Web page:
Providing African Cities with Safe Access to Drinkable Water Using Elevation1

320 Million people in Africa do not have access to drinkable water. Armed conflicts exacerbate the situation even further. To prevent epidemics linked to hydric diseases, the International Committee of the Red Cross (ICRC) is engaged in providing safe access to drinkable water. 

Map of Congo - Elevation1 case study

In partnership with the REGIDESO (Régie de distribution d´eau), the ICRC constructed waterworks in Goma, the Congo. Occasionally, these need to be repaired. A specialised taskforce of engineers and construction specialists has been put in place to support this and at the same time develop a water system master plan allowing the population better access to drinkable water in Goma and other African regions. The master plan needs to be based on an exact analysis of the region’s topography to enable evaluation of the risk of mudflows, assessment of the slopes to determine where to position pipes and to estimate the water network. And all this within a short period of time on a restricted budget and with limited access to often conflict and violence-riddled areas where situations can escalate rapidly.

Access to drinkable water in Goma Elevation1 case study

Airbus Defence and Space provided ICRC with its Pléiades-based Elevation1 Digital Terrain Model (DTM). By using this one metre DTM, the ICRC was able to position the pipes with a high level of modelisation due to a precise elevation model. Combined with GCPs (Ground Control Points), the accuracy was extremely precise.

This technology is essential to determine where the drainage basin was and measure the risk of flows which could, in turn, endanger the hydraulic infrastructure.

1m Digital Terrain Model of the region -  Elevation1 case study

Cost-effective and time-saving, the Elevation1 DTM helped the ICRC make informed decisions about the project, choosing the right material, measuring precisely and designing the best infrastructure possible. The use of bare Earth elevations is a key success factor in the planning process.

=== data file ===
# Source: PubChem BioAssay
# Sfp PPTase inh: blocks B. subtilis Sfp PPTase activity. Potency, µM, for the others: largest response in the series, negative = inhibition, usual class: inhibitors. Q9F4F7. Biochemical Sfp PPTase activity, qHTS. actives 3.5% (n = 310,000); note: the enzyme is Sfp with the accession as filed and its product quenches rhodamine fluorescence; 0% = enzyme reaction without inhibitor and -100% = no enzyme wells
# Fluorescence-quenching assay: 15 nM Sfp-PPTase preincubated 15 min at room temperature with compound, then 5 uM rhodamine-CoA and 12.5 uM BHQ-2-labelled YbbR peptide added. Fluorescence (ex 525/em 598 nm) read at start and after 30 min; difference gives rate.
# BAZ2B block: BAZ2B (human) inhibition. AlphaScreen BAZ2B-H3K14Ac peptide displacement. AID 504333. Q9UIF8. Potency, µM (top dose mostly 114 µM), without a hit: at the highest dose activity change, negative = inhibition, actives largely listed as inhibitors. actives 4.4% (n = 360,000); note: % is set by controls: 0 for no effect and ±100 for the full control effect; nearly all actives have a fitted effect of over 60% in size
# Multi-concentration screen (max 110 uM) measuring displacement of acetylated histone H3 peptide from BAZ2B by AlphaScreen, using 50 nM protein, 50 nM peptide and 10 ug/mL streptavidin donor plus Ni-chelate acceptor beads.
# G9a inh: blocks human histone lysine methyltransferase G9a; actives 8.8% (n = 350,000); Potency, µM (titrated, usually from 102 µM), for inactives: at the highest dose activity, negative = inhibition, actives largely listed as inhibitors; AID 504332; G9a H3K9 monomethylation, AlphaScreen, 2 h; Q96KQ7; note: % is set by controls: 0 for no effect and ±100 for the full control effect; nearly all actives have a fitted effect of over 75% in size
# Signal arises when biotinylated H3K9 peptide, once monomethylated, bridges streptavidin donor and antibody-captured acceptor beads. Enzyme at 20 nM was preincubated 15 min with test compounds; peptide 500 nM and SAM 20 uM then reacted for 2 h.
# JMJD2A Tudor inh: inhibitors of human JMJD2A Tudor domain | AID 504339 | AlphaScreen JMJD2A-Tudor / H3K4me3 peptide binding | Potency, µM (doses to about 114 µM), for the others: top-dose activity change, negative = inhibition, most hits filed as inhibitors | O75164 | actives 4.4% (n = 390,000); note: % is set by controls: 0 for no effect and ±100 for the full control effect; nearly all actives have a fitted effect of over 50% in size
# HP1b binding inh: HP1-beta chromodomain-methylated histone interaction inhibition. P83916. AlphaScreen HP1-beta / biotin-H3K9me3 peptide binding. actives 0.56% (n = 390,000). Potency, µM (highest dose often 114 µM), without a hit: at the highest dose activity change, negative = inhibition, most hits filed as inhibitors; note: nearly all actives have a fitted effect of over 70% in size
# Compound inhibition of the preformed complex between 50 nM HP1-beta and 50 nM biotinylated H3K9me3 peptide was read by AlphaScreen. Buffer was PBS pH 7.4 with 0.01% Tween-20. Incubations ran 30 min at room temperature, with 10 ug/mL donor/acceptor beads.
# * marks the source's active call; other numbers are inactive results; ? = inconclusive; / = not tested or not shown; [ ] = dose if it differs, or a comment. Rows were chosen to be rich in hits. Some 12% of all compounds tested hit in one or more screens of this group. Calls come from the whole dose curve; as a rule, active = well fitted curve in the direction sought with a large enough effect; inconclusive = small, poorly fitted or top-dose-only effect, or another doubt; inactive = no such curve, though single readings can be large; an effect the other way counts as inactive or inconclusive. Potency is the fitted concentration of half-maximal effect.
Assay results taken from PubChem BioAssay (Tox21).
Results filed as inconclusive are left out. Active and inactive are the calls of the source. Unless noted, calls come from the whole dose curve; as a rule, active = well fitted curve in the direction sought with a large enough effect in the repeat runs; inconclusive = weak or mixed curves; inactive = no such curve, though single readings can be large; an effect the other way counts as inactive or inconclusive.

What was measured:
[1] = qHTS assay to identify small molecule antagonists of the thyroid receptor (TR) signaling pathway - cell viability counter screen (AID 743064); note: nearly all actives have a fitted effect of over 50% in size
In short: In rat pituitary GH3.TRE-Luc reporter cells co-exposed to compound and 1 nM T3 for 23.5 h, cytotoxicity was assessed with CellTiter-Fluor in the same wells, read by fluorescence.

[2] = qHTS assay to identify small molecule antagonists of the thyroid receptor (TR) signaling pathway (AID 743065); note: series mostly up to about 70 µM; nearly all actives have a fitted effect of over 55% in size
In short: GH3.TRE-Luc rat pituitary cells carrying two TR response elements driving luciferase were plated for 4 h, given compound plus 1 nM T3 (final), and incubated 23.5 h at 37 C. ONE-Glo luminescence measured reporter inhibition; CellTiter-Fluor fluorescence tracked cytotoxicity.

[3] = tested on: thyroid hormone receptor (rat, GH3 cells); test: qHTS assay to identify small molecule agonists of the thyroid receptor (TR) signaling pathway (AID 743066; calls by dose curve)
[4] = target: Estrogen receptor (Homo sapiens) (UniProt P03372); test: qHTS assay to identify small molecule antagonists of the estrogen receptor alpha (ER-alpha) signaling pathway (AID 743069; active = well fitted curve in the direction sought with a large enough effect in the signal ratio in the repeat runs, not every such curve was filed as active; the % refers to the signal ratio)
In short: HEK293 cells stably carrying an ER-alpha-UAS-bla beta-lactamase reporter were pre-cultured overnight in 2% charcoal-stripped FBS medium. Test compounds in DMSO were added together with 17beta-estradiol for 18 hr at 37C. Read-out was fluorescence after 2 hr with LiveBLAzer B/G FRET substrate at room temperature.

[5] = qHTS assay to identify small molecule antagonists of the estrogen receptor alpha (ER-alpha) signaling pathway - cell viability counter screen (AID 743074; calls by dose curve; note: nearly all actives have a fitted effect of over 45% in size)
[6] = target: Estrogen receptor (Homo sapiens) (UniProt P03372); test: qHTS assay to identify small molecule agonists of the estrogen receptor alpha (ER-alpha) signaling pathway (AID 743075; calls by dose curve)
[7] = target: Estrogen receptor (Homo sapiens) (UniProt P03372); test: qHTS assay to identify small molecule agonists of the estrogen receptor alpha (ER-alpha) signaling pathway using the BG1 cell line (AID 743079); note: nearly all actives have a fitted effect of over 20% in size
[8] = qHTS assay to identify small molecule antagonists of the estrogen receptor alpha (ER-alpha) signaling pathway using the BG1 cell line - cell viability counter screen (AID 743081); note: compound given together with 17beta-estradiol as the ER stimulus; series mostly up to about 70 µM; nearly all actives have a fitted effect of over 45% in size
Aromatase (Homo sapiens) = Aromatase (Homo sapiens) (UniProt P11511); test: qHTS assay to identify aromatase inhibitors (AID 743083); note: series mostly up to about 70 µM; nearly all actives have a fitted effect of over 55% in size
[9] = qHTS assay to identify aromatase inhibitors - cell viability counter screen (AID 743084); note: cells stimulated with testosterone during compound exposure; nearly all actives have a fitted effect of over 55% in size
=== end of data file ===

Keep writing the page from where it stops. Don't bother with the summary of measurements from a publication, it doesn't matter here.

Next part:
Thanks to the ICRC’s action, 50% of the inhabitants of Goma will soon have a facilitated access to drinkable water.

Map of the area helping access to drinkable water in Goma - Elevation1 case study

"Working with a precise and quality DTM allows minimising the evaluation phases and moving on more quickly to the implementation and set-up phase for the benefit of the civil population affected by conflicts."

Yann Rebois,
GIS Specialist, International Committee of the Red Cross

Pléiades-Based Elevation1 Digital Terrain Model

The Airbus Defence and Space Elevation1 product is a Pléiades-based terrain model (DTM) representing the bare Earth. With a resolution of one metre, it offers a very high vertical accuracy of up to 1.5 metres, when combined with ground control points (GCPs). Elevation1 is ideal for hydrological applications.

Benefits

Local resources are usually unqualified, the access is limited because of ongoing conflict, and it is a fast-changing environment. DTMs are cost-effective, time saving and facilitate the decision-making process. As such, they are essential for the analysis phase that helps sizing the area.

  • Cost-effective:
    The ratio profitability/return on investment is really high. If unable to deploy a team on the ground to analyse the topography, satellite-based elevation models allow remote access to a complete and accurate representation of the area targeted.
  • Time-saving:
    Conflicts evolve fast; the area tends to get urbanised quickly. The timeframe to act is usually short.
  • Facilitate the decision-making process and planning:
    Building a water system master plan requires precise, real factual data. The use of DTM allows the ICRC to make the right choice regarding the design of the infrastructure. Making planning easy with Elevation1 DTMs.

Established in 1863, the International Committee of the Red Cross (ICRC) is an independent and neutral organisation that operates worldwide.

In Africa, by providing water, creating or maintaining a sustainable living environment, they contribute to reducing death and suffering due to damage to infrastructure or disruption to water supplies.

International committee red cross illustration Elevation1 case study

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